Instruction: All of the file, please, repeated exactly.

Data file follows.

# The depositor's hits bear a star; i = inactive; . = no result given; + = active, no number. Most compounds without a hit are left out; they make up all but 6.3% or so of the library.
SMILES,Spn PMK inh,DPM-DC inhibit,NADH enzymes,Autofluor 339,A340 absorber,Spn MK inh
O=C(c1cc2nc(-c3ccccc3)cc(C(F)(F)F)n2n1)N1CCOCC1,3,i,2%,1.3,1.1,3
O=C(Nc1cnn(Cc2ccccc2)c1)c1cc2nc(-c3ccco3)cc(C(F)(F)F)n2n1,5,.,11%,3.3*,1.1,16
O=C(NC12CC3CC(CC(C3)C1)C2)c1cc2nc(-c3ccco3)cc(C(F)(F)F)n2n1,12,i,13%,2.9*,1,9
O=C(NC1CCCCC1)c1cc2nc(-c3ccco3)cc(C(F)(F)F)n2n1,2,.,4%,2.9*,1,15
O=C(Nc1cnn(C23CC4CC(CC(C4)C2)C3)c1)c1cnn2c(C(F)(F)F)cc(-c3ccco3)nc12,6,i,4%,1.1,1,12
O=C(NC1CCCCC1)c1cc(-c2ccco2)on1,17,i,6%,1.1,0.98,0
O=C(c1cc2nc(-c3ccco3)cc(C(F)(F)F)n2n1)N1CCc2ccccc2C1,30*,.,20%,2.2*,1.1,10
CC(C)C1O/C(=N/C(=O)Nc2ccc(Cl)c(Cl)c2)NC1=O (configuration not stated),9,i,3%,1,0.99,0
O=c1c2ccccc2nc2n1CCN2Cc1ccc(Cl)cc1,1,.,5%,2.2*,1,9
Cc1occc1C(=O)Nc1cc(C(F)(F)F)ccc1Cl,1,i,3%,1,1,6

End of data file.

# The depositor's hits bear a star; i = inactive; . = no result given; + = active, no number. Most compounds without a hit are left out; they make up all but 6.3% or so of the library.
SMILES,Spn PMK inh,DPM-DC inhibit,NADH enzymes,Autofluor 339,A340 absorber,Spn MK inh
O=C(c1cc2nc(-c3ccccc3)cc(C(F)(F)F)n2n1)N1CCOCC1,3,i,2%,1.3,1.1,3
O=C(Nc1cnn(Cc2ccccc2)c1)c1cc2nc(-c3ccco3)cc(C(F)(F)F)n2n1,5,.,11%,3.3*,1.1,16
O=C(NC12CC3CC(CC(C3)C1)C2)c1cc2nc(-c3ccco3)cc(C(F)(F)F)n2n1,12,i,13%,2.9*,1,9
O=C(NC1CCCCC1)c1cc2nc(-c3ccco3)cc(C(F)(F)F)n2n1,2,.,4%,2.9*,1,15
O=C(Nc1cnn(C23CC4CC(CC(C4)C2)C3)c1)c1cnn2c(C(F)(F)F)cc(-c3ccco3)nc12,6,i,4%,1.1,1,12
O=C(NC1CCCCC1)c1cc(-c2ccco2)on1,17,i,6%,1.1,0.98,0
O=C(c1cc2nc(-c3ccco3)cc(C(F)(F)F)n2n1)N1CCc2ccccc2C1,30*,.,20%,2.2*,1.1,10
CC(C)C1O/C(=N/C(=O)Nc2ccc(Cl)c(Cl)c2)NC1=O (configuration not stated),9,i,3%,1,0.99,0
O=c1c2ccccc2nc2n1CCN2Cc1ccc(Cl)cc1,1,.,5%,2.2*,1,9
Cc1occc1C(=O)Nc1cc(C(F)(F)F)ccc1Cl,1,i,3%,1,1,6